Arson fire 90 years ago leads to MLB in Seattle

There are a few degrees of separation, but the Seattle Mariners were ignited by a real spark.

SEATTLE – If we told you that the Seattle Mariners were ignited by a real spark, would you know the story?

If we told you that a fanbase’s fire is rooted in actual fire, who do you have to thank?

You have to go back 90 years to July 4, 1932.

“I don’t think many people are aware of that,” said Seattle baseball historian Dave Eskenazi. “The further back you go the more interesting it gets and Dugdale is certainly a big, big part of our early baseball history.”

Dugdale was both a person and a park.

Daniel Dugdale was a former Midwestern professional baseball player.

He came to the Northwest in 1898 for the Klondike Gold Rush; he got rich from real estate in Seattle; and he built a ballpark for the minor league Seattle Indians.

The stadium was both a cathedral and an impending disaster.

“On July 4, 1932, after a double whammy at the stadium, around midnight, calls came in about a fire at the stadium,” Eskenazi said. “(It) turned out to be a three-alarm fire that burned it down. They thought it might be a stray cigarette. They thought it might be the 4th of July fireworks that went wrong and caused it. She didn’t find out until three years later that it was actually arson. His name was Robert Bruce Driscoll.”

Driscoll aimed at America’s past, at America’s day, perhaps because of an unfulfilled American dream.

“He felt crushed by the world,” Eskenazi said. “He was unemployed, he was homeless, he slept in boxcars.”

According to fire department records, Driscoll confessed to over 140 fires in Seattle and said he did so “because of my destitute circumstances and because I’ve hurt the world in general.”

“Driscoll used some of these discarded programs that he found outside the stadium along with some wood and kindling to start the fire,” Eskenazi said.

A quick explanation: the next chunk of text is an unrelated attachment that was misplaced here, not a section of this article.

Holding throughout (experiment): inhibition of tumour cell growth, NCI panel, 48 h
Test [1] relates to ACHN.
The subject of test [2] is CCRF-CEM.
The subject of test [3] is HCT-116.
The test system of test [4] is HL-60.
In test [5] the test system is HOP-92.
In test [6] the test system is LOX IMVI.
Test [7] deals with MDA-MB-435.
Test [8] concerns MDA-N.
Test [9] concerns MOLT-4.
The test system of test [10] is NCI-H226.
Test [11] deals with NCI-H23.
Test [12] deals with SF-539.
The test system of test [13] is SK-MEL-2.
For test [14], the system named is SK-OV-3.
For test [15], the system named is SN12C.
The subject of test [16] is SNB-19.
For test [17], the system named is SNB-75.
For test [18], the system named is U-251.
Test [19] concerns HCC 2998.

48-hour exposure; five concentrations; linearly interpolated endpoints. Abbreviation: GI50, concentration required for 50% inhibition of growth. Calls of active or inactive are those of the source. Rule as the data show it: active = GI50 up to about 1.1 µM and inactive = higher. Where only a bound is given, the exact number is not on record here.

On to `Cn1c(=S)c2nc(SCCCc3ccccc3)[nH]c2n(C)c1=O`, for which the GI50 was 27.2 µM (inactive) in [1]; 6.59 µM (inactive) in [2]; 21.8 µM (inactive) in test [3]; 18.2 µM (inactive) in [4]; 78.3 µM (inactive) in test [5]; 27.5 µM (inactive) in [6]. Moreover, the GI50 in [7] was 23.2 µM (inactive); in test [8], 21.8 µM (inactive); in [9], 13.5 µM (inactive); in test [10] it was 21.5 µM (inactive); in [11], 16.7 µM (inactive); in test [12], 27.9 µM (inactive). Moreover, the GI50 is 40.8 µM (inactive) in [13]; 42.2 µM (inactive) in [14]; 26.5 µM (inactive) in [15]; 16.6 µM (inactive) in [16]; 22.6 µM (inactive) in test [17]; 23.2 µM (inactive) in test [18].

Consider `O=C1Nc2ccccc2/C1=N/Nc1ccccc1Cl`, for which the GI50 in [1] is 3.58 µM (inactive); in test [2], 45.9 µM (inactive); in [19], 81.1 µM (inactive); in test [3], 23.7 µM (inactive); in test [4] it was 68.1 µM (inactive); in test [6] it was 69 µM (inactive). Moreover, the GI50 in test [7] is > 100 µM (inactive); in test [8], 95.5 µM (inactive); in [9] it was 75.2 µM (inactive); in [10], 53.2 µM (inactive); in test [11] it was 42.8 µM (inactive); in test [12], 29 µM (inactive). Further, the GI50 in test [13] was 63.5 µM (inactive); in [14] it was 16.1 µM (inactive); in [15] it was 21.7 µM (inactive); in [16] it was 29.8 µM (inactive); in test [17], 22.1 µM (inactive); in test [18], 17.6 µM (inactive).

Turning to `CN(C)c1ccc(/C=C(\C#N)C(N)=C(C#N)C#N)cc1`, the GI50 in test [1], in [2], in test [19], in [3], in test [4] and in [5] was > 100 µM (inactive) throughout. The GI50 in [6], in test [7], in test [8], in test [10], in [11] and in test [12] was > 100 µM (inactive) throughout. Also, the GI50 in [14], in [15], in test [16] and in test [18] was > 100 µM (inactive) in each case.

But Driscoll didn’t just start a fire. He started a series of events that led to Major League Baseball (MLB) coming to Seattle.

“You can argue that the Dugdale Park fire changed our baseball history for the better,” Eskenazi said. “Not at first, because the Seattle Indians then had to play their games at Civic Field, which wasn’t even a baseball park, and Dugdale Park burned down. This was home to the Seattle Rainiers, who were one of the most successful and popular minor league teams in history.”

Her success was converted into a consolation prize and then into the ultimate prize.

“Without the Seattle Rainiers, we might never have had the Seattle Pilots, the first major league team in 1969,” Eskenazi said. “Which led straight to the Seattle Mariners.”

The tragedy of one generation led to the triumph of another generation.

“There’s a consistent line and thread where we might not have had Major League Baseball if Dugdale Park hadn’t burned down,” Eskenazi said. Arson fire 90 years ago leads to MLB in Seattle

Emma Bowman

Emma Bowman is a USTimesPost U.S. News Reporter based in London. His focus is on U.S. politics and the environment. He has covered climate change extensively, as well as healthcare and crime. Emma Bowman joined USTimesPost in 2023 from the Daily Express and previously worked for Chemist and Druggist and the Jewish Chronicle. He is a graduate of Cambridge University. Languages: English. You can get in touch with me by emailing

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